Trick-or-treating is one of the great American traditions, and despite media scares, we can still enjoy a safe night out celebrating the Great Pumpkin. Maybe you'll be accompanying your hobgoblins door-to-door this year, or perhaps they're venturing out on their own, trick-or-treating with friends. With a little common sense and some savvy safety precautions, there is no trick to enjoying a safe and fun Halloween. So relax, have fun, and follow these tips.
1. Plan your route ahead of time and check your state's Megan's Law Sex Offender registry. If there is an offender living in your neighborhood, be sure to skip that house or tell your child and their friends not to ring that doorbell. If they ask why, let them know the person who lives there is "not a safe grownup."
2. Children under 12 should be accompanied by a responsible adult.
3. Teens should trick-or-treat with at least one or two other friends -- never alone.
4. If a child gets lost or feels scared or threatened for any reason, they should ask a MOM WITH KIDS for help.
5. No child or teenager should ever enter the home of someone they don't know. Accept all treats at the doorway only.
6. Be very wary of any stranger who tries to accompany you as you trick-or-treat. If kids are on their own, they should say NO and get away from that person quickly.
7. Tell kids to stay in the open: Don't take shortcuts through alleys or unlit backyards.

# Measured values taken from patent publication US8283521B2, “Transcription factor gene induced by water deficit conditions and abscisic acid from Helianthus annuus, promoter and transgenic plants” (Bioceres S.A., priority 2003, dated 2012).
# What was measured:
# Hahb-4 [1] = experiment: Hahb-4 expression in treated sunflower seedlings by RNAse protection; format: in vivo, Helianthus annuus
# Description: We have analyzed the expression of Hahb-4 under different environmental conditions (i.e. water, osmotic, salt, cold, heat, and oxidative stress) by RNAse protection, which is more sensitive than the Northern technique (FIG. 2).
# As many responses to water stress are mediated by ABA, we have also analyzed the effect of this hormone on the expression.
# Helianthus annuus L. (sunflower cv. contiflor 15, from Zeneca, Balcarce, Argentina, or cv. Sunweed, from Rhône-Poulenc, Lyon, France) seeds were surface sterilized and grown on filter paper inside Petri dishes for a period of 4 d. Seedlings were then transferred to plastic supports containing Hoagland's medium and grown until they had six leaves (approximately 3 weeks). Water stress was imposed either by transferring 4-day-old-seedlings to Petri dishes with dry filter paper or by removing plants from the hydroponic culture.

8. Kids on their own should never get into a car with anyone ... unless they have already gotten permission from their parents ahead of time.
9. Visit only houses that are well lit.
10. Carry a flashlight, a watch and a fully charged cell phone. (Make sure kids on their own do so as well.)
11. All kids should have some form of identification with them, even if it's just a slip of paper with their name, address and phone number pinned inside their costume.
12. If older kids want to change their plans, they must CHECK IN with a parent first. (That cell phone sure comes in handy!)
13. Set a firm time limit on how long kids can be out on their own.
14. All treats must be inspected by a parent first. Do not eat any unwrapped or partially wrapped treats.
15. Wear brightly colored clothes or use some reflective tape on your costume or bag.
16. Openly discuss appropriate and inappropriate behavior at Halloween.
|Pattie Fitzgerald has been successfully teaching child-predator safety and awareness since 2001 with her child-friendly school curriculum, keynote speeches and parent education seminars. For more information, visit www.safelyeverafter.com.|